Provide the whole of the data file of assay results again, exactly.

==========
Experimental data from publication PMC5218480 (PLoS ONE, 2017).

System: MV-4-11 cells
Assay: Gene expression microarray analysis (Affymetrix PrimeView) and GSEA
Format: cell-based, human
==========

Experimental data from publication PMC5218480 (PLoS ONE, 2017).

System: MV-4-11 cells
Assay: Gene expression microarray analysis (Affymetrix PrimeView) and GSEA
Format: cell-based, human